Volume 75, Number 32 | Dec. 28 - Jan. 3, 2005

Sports

Brandon Ladenheim, center, holding ball, of the R-Gang team at Sunday Bowling League at Chelsea Piers

Life in the fast lane: Sunday bowling offers fun to spare

By Judith Stiles

Gone is the era of embroidered names emblazoned on polyester bowling shirts with coordinated satin jackets that match the league colors. In this day and age, if you want to bowl in a league in New York City, one of the hippest adult groups in town is the Sunday Bowling League at Chelsea Piers, where everyone is in it for the love of bowling and not all the trappings.

Wearing casual clothes and sometimes rental bowling shoes, teams with with inventive names such as Charmed, 3 Men And A Baby and Split Happens, compete in three games of bowling to determine the winners of the week. This year the league boasts over 80 people, mostly men, who convene at Chelsea Piers almost every Sunday night for 34 weeks. The league welcomes bowlers of all abilities, from novices to the highly skilled, and levels the variety of competition with a handicap system. To determine the handicap, a player will subtract his average score for the season from 220, and then 90 percent of that number will become his or her handicap for the year.

With a low handicap, Brandon Ladenheim, a finance major at Baruch College, works at AMF bowling at Chelsea Piers on weekend days, and on Sunday nights he is a ringer substitute if a team member is absent. On a recent Sunday, a top-notch bowler on R-Gang had a holiday concert engagement, and young Ladenheim was ready and eager to fill in. Ten minutes before the game, he warmed up, testing the game lane for where the ball hooks and slides. The lanes are oiled twice a day and the last 15 feet have no applied oil, which can alter the direction and speed of the ball. Ladenheim evaluated the dryness of the lane, and because there was less oil, decided to use “more aggressive equipment,” he noted, describing his strategy. As part of his game plan, he used his favorite ball, a Sling Blade by Hammer, which cost north of $200, in order to put his best foot forward with his temporary teammates, Richard Peare, Bob Miller and R.J. Hughes.

At Chelsea Piers, bowlers no longer have to laboriously pencil in scores on a spreadsheet. Rather, they can relax and enjoy the game more than ever, using a digital scoring screen that not only reminds one when it’s one’s turns to bowl, but gives coaching advice to the novice. For example, when there are two pins left standing not very near each other, orange arrows on the screen will illustrate the best approach to cause one pin to knock down the other in the hopes of a spare. The screen even has a cartoon hatchet cutting a pin in half to describe the “split” and what to do next.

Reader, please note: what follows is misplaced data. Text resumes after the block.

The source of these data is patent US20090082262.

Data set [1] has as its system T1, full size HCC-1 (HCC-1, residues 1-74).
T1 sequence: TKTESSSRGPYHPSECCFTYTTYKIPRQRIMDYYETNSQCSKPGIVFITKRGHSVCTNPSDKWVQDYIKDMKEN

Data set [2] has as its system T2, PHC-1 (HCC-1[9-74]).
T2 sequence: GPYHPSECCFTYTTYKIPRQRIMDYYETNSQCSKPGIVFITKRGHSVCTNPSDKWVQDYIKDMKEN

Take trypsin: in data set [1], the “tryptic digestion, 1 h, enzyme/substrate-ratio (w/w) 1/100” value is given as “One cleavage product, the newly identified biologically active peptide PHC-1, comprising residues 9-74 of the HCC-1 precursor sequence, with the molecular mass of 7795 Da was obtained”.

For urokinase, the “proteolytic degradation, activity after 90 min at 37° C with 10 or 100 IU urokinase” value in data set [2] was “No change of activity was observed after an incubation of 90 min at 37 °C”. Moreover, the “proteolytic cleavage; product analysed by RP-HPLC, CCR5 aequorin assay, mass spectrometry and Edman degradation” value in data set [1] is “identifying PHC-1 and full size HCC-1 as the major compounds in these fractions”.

Michael Goldman who has had no trouble getting strikes and spares on Sunday nights for the past 10 years, says he loves the competition and the camaraderie, adding that being in this league “harkens back to a simpler time when I bowled as a kid when it was just pure fun.”

According to league president Alex Harris, the league welcomes any adult who loves to bowl, and “the only requirements are that you maintain the respectful atmosphere and enjoy yourself.” Sunday Bowling League, along with the Monday Night Madness League at Chelsea Piers, is part of the I.G.B.O., the International Gay Bowling Organization, which boasts over 17,000 members and over 200 leagues in 27 states. Membership entitles bowlers to participate in highly competitive and fun tournaments around the country, such as the Eighth Annual Alamo City Tournament in San Antonio, Tex., coming up on Jan. 13.

Although there are several novices in Sunday Bowling League, don’t be fooled into thinking this is a noncompetitive group of bowling aficionados. Everyone in the league is itching to win, targeting the awards given out at the end of the season. A gala banquet is held in May with trophies and cash prizes, motivating many teams to try and nab first and second place. On Sunday, when Tim Differt, captain of team Charmed, bowled a “turkey,” or three strikes in a row, he and his teammates were beaming because they were well on their way to winning the coveted end-of-the-year cash prize, which can mean over $1,200 for the team.

If you love bowling and are looking for a team, it is not too late to join S.B.L. You can sample the league play by registering as a “sub” where you step in as a guest bowler for a reasonable $23 that covers three games, hours of fun, good company and of course a decent temporary handicap if you need one. For more information e-mail league president Alex Harris at mrlx28@aol.com.

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